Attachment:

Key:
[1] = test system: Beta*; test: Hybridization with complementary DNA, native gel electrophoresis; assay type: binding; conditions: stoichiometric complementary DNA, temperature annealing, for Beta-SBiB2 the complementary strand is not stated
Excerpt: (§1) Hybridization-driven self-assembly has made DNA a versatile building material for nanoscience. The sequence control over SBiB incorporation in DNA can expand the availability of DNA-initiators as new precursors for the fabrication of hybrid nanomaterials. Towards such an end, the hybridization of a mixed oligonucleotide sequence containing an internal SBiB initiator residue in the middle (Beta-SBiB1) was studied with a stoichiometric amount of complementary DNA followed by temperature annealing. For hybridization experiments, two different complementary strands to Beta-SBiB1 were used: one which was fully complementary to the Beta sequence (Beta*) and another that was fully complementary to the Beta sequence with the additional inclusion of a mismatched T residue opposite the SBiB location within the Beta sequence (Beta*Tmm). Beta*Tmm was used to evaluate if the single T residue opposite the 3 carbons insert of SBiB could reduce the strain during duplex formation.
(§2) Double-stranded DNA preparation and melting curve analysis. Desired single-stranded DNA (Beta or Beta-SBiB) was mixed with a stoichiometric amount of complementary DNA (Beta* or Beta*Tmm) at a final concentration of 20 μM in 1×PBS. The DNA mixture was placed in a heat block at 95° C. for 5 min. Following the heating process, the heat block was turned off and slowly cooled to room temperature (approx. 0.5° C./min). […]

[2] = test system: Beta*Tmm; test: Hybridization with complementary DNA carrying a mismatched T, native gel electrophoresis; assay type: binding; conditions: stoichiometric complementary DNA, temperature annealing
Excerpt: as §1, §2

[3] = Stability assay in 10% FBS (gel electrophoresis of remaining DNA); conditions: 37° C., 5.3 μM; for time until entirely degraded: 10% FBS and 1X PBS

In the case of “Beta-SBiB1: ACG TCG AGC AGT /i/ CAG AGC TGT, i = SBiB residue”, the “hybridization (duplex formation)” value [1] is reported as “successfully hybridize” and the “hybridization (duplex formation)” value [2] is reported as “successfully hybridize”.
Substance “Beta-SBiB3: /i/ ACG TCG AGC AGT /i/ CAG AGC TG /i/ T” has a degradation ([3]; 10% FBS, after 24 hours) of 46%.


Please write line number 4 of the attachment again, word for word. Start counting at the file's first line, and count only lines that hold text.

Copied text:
(§2) Double-stranded DNA preparation and melting curve analysis. Desired single-stranded DNA (Beta or Beta-SBiB) was mixed with a stoichiometric amount of complementary DNA (Beta* or Beta*Tmm) at a final concentration of 20 μM in 1×PBS. The DNA mixture was placed in a heat block at 95° C. for 5 min. Following the heating process, the heat block was turned off and slowly cooled to room temperature (approx. 0.5° C./min). […]